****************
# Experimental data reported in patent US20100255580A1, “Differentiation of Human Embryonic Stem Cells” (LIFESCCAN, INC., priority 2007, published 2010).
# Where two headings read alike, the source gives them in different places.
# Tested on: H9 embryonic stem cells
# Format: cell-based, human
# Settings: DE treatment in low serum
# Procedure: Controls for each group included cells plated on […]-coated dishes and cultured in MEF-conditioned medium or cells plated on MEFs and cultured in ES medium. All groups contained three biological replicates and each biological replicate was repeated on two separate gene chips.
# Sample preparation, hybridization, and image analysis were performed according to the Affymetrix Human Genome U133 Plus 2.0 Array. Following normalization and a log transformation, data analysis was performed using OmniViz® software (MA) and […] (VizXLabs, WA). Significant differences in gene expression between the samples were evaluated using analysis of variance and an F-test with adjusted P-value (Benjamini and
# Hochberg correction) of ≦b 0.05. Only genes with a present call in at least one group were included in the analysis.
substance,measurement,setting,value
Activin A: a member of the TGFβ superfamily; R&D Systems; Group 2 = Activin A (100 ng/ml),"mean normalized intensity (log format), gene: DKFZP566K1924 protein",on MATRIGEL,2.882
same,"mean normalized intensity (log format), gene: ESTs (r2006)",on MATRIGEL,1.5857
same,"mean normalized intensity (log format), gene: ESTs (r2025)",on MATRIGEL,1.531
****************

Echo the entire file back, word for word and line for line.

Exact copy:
# Experimental data reported in patent US20100255580A1, “Differentiation of Human Embryonic Stem Cells” (LIFESCCAN, INC., priority 2007, published 2010).
# Where two headings read alike, the source gives them in different places.
# Tested on: H9 embryonic stem cells
# Format: cell-based, human
# Settings: DE treatment in low serum
# Procedure: Controls for each group included cells plated on […]-coated dishes and cultured in MEF-conditioned medium or cells plated on MEFs and cultured in ES medium. All groups contained three biological replicates and each biological replicate was repeated on two separate gene chips.
# Sample preparation, hybridization, and image analysis were performed according to the Affymetrix Human Genome U133 Plus 2.0 Array. Following normalization and a log transformation, data analysis was performed using OmniViz® software (MA) and […] (VizXLabs, WA). Significant differences in gene expression between the samples were evaluated using analysis of variance and an F-test with adjusted P-value (Benjamini and
# Hochberg correction) of ≦b 0.05. Only genes with a present call in at least one group were included in the analysis.
substance,measurement,setting,value
Activin A: a member of the TGFβ superfamily; R&D Systems; Group 2 = Activin A (100 ng/ml),"mean normalized intensity (log format), gene: DKFZP566K1924 protein",on MATRIGEL,2.882
same,"mean normalized intensity (log format), gene: ESTs (r2006)",on MATRIGEL,1.5857
same,"mean normalized intensity (log format), gene: ESTs (r2025)",on MATRIGEL,1.531